It's easy to forgive Timbaland for putting his solo career on the back burner during the late '90s; after all, he'd been incredibly busy, lending his track-master skills to some of rap's biggest hitters: Ludacris, Bubba Sparxxx, Aaliyah, Jay-Z, Memphis Bleek, and Snoop Dogg, as well as old friend Missy Elliott. Three years after Tim's Bio, hip-hop's most distinctive producer finally returned with another project, co-billed with right-hand man Magoo. Though it finds him caught between providing an outlet for his more experimental productions and trying to hit on his own, Indecent Proposal still succeeds on most counts. True, it starts off with the uninventive "Drop," but then moves into a set of productions certainly stranger than anything else in the world of commercial rap. Timbaland airs out one of the oddest vocal treatments ever heard on the languorous "Love Me," gets in touch with his P-Funk roots by replaying an early Funkadelic track ("I Got a Thing...") for "Baby Bubba," and pumps up the beats to match Jay-Z and Twista's excellent rhyme-trading on "Party People." "It's Your Night" and "Indian Carpet" both spin the Timbaland blueprint into new dimensions, the former with a quirky love jam and the latter with an infectious, inane chorus. Stuck at the end of the LP is the most eagerly awaited track -- "I Am Music" -- featuring one of the last performances from Timbaland protégé Aaliyah. (Alt-powerhouse Beck was originally slated to duet.) It's not an exciting track and comes as a bit of a letdown (the closest a conscientious producer would ever get to dripping the pop syrup of Puff Daddy), but it doesn't sink the album. Fans of the major-label rap game looking for more than scary strings and tedious rap celebrities will find it an intriguing diversion.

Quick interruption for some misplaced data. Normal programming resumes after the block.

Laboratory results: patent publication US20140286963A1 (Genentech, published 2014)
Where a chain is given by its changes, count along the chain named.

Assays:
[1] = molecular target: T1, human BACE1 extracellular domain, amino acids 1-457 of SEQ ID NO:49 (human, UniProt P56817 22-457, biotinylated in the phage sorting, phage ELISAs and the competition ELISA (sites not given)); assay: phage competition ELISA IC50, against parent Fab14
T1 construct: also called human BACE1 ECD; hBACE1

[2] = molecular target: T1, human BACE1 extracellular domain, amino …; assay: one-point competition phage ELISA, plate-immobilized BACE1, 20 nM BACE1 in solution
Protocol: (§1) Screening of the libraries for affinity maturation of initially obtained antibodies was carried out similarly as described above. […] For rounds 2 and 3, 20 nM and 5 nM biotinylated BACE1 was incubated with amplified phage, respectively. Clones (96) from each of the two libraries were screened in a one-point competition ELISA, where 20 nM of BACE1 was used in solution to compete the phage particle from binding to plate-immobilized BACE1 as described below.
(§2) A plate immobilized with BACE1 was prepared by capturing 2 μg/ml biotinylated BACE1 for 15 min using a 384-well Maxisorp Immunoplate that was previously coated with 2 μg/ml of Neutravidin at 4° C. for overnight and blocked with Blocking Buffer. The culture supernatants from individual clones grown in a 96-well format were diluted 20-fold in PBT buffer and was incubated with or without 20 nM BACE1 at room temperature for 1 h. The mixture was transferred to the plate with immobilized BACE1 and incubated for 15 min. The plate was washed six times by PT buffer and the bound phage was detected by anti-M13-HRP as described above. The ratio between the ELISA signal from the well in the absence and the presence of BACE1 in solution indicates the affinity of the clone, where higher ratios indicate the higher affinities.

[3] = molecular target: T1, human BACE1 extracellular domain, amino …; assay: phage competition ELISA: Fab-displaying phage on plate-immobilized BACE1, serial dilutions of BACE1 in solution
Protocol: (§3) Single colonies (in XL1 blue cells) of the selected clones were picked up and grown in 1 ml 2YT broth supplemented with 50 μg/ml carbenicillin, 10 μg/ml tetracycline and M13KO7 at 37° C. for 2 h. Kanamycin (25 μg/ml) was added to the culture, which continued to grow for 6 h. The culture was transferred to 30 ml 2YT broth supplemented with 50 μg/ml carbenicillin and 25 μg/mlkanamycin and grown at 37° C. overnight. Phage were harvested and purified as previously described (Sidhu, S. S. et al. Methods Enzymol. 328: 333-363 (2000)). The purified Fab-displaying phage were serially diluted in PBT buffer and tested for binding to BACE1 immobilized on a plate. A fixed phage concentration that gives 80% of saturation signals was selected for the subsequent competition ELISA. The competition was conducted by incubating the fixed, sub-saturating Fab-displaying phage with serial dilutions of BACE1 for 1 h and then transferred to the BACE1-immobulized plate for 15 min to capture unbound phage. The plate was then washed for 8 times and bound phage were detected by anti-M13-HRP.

AllMusic Review by John Bush
feat: Petey Pablo